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What does it mean to live “separate and apart” in Illinois?

You’re ready to get a divorce, and you intend to cite “irreconcilable differences” as the cause for your split.

The only problem is that Illinois law requires you to live “separate and apart” from your spouse for at least six months before your marriage can be dissolved. You may wonder what you can do as you work out what to do with the family home if you simply cannot afford to set up a new place of your own.

Does this mean you’re stuck in your marriage even longer? Not at all.

“Separate and apart” doesn’t necessarily mean two different homes

Case law has long established that a couple can be living “separate and apart” even while under the same roof. The critical question is whether they treat each other like spouses or live together like roommates (amicably or not).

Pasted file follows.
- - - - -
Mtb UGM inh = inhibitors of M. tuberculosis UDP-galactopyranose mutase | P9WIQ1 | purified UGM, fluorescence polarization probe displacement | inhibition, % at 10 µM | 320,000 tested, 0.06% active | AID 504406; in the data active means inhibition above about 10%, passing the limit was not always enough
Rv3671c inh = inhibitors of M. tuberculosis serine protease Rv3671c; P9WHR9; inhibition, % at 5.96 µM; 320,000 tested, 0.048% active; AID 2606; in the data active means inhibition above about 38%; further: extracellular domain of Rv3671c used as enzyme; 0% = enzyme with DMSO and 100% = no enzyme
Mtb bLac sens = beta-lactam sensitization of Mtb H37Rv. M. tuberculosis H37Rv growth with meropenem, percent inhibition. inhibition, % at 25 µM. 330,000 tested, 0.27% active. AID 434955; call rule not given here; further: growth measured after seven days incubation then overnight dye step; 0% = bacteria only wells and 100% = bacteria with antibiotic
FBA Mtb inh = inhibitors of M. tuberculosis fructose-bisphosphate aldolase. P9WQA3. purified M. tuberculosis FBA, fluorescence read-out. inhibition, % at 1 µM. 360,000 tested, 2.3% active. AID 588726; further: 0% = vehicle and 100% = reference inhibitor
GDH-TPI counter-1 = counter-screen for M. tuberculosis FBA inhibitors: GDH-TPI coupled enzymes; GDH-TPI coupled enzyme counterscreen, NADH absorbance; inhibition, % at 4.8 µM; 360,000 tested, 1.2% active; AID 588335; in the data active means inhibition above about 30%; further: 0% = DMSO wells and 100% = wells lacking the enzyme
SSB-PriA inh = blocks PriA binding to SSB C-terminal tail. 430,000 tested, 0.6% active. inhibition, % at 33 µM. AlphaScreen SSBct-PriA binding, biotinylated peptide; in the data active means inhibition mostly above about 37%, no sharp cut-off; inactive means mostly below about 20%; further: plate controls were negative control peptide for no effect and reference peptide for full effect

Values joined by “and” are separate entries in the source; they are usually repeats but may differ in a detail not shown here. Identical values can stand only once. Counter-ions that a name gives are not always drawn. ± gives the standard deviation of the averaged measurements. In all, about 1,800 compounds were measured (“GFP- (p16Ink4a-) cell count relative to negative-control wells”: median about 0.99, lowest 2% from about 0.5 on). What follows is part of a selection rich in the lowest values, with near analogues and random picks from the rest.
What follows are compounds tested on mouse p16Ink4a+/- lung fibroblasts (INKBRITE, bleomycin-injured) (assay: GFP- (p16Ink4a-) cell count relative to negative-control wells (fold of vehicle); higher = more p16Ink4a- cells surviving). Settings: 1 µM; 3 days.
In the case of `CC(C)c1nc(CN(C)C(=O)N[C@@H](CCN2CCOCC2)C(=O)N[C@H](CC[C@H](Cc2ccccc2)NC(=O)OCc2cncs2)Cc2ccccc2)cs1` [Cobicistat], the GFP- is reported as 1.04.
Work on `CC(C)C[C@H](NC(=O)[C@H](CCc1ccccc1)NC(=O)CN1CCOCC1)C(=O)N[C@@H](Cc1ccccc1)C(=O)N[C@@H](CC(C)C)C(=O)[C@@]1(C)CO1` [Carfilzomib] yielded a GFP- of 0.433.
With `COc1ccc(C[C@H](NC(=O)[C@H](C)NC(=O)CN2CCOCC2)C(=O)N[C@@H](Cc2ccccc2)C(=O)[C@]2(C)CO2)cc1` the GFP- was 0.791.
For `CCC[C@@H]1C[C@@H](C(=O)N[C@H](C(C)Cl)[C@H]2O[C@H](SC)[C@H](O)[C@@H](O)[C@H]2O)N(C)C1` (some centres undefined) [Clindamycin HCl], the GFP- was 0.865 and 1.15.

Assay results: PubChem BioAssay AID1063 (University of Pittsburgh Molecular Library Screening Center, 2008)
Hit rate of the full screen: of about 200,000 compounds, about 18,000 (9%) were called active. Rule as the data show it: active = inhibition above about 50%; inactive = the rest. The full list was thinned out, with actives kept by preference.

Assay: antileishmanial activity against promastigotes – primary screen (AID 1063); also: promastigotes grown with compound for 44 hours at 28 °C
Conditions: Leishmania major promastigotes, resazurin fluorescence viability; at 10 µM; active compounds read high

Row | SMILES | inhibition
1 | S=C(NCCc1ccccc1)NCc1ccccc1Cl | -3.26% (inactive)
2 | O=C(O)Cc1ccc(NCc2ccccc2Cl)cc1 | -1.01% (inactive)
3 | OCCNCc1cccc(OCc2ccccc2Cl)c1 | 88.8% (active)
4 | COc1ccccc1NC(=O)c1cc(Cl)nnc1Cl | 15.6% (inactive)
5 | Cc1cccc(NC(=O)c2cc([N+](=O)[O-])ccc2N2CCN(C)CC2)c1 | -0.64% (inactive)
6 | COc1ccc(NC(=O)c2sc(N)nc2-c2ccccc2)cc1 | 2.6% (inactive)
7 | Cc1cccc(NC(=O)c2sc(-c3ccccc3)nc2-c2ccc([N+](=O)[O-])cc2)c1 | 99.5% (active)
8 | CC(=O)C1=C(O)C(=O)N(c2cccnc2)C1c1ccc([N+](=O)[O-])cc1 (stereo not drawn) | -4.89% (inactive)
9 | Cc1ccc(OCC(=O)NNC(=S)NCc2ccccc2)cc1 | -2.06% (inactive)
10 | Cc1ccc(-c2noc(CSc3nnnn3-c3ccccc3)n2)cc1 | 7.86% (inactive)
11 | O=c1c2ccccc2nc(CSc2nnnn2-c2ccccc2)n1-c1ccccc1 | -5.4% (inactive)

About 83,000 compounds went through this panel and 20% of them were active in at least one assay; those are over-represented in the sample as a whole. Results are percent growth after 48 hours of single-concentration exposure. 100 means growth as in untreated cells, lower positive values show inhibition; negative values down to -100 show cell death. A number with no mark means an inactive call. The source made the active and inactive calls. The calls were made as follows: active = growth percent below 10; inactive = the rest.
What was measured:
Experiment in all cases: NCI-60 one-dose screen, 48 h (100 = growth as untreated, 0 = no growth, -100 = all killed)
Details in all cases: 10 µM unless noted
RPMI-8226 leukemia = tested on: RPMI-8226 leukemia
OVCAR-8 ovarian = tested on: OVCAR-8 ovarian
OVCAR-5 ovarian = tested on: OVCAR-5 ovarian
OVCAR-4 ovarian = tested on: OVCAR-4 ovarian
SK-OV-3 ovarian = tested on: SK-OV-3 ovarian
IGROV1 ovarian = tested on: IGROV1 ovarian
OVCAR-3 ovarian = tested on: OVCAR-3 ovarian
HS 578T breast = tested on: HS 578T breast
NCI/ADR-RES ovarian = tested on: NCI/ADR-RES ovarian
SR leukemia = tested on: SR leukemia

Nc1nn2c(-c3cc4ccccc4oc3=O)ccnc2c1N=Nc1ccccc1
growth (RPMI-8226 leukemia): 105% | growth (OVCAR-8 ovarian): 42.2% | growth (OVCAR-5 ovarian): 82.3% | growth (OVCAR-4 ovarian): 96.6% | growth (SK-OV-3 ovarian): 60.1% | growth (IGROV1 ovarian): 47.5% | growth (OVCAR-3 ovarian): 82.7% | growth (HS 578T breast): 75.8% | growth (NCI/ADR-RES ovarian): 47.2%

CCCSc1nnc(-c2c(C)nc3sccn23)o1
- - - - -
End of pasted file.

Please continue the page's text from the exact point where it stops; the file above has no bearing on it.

The court may ask questions to determine whether you and your spouse meet the criteria for living separate and apart, including things like:

  • Have you been sleeping in separate rooms?
  • Have you engaged in sexual activity during the last six months?
  • Do you each handle your own money and bills?
  • Do you have different bank accounts?
  • Do you take care of your own meals, laundry and other chores?
  • Do you each have your own social circle or social life apart from the other?

There’s no hard-and-fast set of rules that the court uses to establish what “separate and apart” actually means, so it’s important to be clear about your thoughts and intentions when you make your case. The more definitive you are about the idea that you’ve already separated from your spouse — even if you share an address — the easier it will be for the court to see things your way.

There are a lot of unique features to divorce law that the average person may not know. Learning more about the law and your options can make this process much less stressful.

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